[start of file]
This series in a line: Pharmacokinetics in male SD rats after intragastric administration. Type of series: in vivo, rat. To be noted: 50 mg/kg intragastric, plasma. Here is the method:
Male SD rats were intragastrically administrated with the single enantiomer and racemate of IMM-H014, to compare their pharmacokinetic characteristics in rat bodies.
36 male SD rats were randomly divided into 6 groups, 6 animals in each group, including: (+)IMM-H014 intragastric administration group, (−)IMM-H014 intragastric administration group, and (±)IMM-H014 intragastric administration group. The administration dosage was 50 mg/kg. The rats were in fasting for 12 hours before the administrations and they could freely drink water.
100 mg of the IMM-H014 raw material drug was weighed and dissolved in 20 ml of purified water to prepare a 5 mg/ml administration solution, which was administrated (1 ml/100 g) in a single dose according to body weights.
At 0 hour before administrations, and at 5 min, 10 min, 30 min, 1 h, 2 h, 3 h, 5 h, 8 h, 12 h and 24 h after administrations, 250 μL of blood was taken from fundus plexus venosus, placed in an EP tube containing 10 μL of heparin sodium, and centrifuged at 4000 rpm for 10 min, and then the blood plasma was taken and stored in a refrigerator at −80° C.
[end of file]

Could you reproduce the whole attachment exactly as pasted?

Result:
This series in a line: Pharmacokinetics in male SD rats after intragastric administration. Type of series: in vivo, rat. To be noted: 50 mg/kg intragastric, plasma. Here is the method:
Male SD rats were intragastrically administrated with the single enantiomer and racemate of IMM-H014, to compare their pharmacokinetic characteristics in rat bodies.
36 male SD rats were randomly divided into 6 groups, 6 animals in each group, including: (+)IMM-H014 intragastric administration group, (−)IMM-H014 intragastric administration group, and (±)IMM-H014 intragastric administration group. The administration dosage was 50 mg/kg. The rats were in fasting for 12 hours before the administrations and they could freely drink water.
100 mg of the IMM-H014 raw material drug was weighed and dissolved in 20 ml of purified water to prepare a 5 mg/ml administration solution, which was administrated (1 ml/100 g) in a single dose according to body weights.
At 0 hour before administrations, and at 5 min, 10 min, 30 min, 1 h, 2 h, 3 h, 5 h, 8 h, 12 h and 24 h after administrations, 250 μL of blood was taken from fundus plexus venosus, placed in an EP tube containing 10 μL of heparin sodium, and centrifuged at 4000 rpm for 10 min, and then the blood plasma was taken and stored in a refrigerator at −80° C.